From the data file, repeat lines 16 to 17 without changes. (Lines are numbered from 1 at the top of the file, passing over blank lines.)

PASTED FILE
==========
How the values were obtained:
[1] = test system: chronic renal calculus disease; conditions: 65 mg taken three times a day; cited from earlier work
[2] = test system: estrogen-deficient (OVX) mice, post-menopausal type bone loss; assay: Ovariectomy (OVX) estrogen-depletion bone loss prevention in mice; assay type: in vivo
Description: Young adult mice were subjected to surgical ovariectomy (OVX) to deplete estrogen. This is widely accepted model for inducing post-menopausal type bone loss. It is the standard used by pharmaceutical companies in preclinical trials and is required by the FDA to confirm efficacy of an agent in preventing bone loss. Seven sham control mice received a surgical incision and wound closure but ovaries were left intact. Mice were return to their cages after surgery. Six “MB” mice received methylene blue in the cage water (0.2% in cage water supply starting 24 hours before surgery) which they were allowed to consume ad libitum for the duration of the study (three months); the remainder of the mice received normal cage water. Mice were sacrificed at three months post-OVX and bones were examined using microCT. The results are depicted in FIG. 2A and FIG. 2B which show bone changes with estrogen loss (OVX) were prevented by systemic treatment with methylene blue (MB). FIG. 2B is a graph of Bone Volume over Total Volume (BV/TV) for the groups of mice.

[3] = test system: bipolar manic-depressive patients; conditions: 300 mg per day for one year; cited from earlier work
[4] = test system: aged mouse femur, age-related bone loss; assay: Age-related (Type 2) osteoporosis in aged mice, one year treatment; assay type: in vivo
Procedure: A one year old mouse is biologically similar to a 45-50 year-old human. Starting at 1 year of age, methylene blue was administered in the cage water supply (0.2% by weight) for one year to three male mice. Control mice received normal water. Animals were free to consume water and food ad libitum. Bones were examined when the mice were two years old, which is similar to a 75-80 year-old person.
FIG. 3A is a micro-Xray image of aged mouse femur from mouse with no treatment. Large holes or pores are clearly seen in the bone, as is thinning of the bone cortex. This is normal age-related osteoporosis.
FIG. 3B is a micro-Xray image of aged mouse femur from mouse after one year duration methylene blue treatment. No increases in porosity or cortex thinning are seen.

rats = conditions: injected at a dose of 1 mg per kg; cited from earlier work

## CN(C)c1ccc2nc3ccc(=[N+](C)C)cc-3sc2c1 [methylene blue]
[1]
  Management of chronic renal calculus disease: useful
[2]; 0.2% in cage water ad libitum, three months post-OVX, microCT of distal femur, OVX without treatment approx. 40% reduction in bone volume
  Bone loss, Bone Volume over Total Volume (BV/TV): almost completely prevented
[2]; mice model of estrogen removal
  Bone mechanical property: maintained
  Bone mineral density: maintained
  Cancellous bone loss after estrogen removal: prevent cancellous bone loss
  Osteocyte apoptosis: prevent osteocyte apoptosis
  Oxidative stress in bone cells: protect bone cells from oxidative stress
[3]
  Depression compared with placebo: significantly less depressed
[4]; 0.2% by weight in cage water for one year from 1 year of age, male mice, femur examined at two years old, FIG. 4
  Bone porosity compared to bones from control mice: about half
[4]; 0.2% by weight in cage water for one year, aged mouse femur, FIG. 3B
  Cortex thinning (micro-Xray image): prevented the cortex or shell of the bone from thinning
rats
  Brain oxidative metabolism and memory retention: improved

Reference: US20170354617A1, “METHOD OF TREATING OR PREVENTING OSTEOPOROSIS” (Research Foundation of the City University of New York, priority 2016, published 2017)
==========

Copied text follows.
[2]; mice model of estrogen removal
  Bone mechanical property: maintained